Hands-Free Law Reduces Distracted Driving

Cambridge Mobile Telematics (CMT), the world’s largest telematics service provider,  announced the initial impact of Missouri’s new Siddens Benning Hands-Free Law, which began on August 28, 2023. One month before the law, drivers in Missouri spent an average of 1 minute and 45 seconds of every hour behind the week handling their phones. Since the law began, distracted driving in Missouri has dropped to 1 minute and 42 seconds, a reduction of 2.86%.

CMT’s research shows that every 10% decrease in distracted driving reduces the crash rate by 1.4%. CMT estimates that the 2.86% reduction in distraction in Missouri has helped prevent 80 crashes and $1.8 million in economic damages to date.*

“The enactment of Missouri’s Siddens Benning Hands-Free Law marks a crucial step toward enhancing traffic safety, with the potential to save numerous lives,” said Angela Nelson, Vice President of Public Affairs and Government Relations at AAA Missouri. “While we are encouraged to see that drivers are choosing to eliminate phone distraction behind the wheel, it’s imperative we all make that personal commitment to reach our goal of 100% reduction in distracted driving.”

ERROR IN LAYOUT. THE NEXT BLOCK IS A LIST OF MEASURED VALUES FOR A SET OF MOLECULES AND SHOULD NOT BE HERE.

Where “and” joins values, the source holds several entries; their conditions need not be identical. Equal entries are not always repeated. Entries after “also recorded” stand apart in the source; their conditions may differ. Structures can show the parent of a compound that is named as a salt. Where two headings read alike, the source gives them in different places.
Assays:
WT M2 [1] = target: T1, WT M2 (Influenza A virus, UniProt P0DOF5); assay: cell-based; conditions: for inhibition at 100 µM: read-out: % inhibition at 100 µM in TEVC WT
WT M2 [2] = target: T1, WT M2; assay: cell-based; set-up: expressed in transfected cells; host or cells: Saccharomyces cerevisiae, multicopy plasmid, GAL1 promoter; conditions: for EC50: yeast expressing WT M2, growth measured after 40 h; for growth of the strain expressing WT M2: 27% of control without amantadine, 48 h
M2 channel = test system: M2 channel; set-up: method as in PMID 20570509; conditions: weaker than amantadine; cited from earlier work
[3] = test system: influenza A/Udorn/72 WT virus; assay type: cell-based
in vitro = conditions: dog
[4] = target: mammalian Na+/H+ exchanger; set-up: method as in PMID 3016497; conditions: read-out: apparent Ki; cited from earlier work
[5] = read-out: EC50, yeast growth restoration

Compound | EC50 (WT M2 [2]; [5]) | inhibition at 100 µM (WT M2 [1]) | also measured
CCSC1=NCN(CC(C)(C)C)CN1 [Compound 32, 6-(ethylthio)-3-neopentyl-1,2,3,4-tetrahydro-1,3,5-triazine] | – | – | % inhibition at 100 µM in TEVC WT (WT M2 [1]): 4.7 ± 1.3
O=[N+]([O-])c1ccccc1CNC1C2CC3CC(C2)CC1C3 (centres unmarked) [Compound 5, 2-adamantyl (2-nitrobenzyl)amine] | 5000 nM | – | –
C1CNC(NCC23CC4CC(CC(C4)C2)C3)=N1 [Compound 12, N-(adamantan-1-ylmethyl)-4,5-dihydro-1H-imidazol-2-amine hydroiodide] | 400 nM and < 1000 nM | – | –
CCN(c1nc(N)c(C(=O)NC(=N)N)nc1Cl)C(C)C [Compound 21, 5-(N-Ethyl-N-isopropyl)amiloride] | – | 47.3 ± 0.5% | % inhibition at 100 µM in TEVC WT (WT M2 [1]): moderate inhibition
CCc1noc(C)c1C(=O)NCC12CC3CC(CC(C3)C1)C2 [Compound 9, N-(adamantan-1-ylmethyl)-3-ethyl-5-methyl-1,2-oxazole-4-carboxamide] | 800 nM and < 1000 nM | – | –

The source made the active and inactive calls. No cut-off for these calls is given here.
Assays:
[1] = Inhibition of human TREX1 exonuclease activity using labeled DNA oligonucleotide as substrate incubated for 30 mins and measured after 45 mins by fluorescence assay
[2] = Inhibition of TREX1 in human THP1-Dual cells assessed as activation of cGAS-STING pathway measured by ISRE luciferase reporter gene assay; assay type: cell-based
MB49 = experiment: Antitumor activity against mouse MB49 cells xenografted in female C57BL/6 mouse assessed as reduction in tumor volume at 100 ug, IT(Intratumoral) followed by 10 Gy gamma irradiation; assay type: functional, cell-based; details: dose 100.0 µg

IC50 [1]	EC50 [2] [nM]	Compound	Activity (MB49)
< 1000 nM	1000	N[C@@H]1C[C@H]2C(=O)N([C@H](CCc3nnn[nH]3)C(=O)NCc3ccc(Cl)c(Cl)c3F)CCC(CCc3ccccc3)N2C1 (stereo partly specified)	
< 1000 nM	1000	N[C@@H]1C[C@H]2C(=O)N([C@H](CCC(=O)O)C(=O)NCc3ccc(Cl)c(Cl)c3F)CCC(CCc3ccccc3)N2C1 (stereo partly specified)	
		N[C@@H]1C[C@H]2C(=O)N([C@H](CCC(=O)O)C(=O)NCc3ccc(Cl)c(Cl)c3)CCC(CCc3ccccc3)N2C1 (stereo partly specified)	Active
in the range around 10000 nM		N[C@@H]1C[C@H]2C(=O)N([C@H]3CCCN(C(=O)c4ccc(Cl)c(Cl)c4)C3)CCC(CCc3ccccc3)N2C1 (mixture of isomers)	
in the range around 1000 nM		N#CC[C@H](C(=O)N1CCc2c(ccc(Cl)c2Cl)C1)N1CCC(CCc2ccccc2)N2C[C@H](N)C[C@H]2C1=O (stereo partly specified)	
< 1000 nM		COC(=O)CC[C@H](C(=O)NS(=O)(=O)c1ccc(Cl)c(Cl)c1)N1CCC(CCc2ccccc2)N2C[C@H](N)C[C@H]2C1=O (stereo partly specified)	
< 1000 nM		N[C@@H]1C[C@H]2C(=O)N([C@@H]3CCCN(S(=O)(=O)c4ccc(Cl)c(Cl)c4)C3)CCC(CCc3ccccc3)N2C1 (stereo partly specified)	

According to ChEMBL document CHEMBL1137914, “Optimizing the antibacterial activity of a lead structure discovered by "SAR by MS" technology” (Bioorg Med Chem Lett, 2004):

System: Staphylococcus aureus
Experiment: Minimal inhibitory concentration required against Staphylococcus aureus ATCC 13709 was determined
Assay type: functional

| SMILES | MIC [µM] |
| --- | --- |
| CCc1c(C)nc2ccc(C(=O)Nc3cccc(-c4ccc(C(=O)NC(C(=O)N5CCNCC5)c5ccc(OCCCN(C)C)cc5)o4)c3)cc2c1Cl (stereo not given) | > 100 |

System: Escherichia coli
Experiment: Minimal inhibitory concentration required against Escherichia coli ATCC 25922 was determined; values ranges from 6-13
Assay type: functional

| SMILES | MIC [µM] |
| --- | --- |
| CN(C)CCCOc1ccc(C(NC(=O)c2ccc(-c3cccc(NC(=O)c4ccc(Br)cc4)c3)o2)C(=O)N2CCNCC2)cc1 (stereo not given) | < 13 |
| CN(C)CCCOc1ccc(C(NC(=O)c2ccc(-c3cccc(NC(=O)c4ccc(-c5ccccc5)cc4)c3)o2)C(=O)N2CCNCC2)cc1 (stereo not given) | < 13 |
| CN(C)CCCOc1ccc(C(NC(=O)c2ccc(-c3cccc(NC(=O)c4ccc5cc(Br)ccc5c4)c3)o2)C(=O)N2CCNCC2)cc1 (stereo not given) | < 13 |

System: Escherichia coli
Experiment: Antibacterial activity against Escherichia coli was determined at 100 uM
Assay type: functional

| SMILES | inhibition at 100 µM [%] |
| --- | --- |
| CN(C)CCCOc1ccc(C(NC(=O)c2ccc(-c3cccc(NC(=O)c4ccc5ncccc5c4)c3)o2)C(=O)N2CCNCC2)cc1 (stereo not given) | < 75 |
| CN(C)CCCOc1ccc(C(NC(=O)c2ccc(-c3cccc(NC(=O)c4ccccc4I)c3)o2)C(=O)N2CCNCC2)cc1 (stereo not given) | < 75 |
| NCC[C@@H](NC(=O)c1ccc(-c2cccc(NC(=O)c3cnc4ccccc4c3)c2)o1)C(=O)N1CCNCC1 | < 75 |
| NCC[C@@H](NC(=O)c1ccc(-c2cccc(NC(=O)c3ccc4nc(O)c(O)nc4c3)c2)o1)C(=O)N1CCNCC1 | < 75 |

Missouri is the 28th state to introduce hands-free legislation and the fourth in 2023 after Ohio, Alabama, and Michigan. The law requires hands-free phone use for drivers of all ages. According to the Missouri Coalition for Roadway Safety, there were nearly 200,000 crashes related to distracted driving from 2012 to 2021, killing over 800 people.

“In 2023, four hands-free laws passed across the US, Missouri joins Ohio, Alabama and Michigan with the first critical steps to improve safety for millions of drivers. ” said Ryan McMahon, SVP of Strategy and Corporate Development for Cambridge Mobile Telematics. “We know the greatest challenge comes moving forward to sustain changes in driver behavior in the Show Me State.”

CMT’s research shows that public awareness of hands-free laws surges when they go into effect, followed by a decline in distracted driving. A CMT analysis of Google searches for “phone law” in Missouri revealed a spike on the week of August 28, when the law began. CMT has uncovered the same search and awareness trends for hands-free laws in Ohio, Alabama, and Michigan.

CMT defines phone motion distraction as when the phone rotates with the screen on while the vehicle moves. The analysis includes driving data from 1.2 million trips across Missouri from August 29 through September 24, 2023.

For more insights about distracted driving across the United States since 2020, see CMT’s 2023 distracted driving report: The State of Distracted Driving in 2023 & the Future of Road Safety.

*Estimates based on the change in crash rate from distracted driving and data from NHTSA’s report The Economic and Societal Impact of Motor Vehicle Crashes, 2019: $340 billion in crash damages from 14.2 million crashes in 2019, averaging $23,954 per crash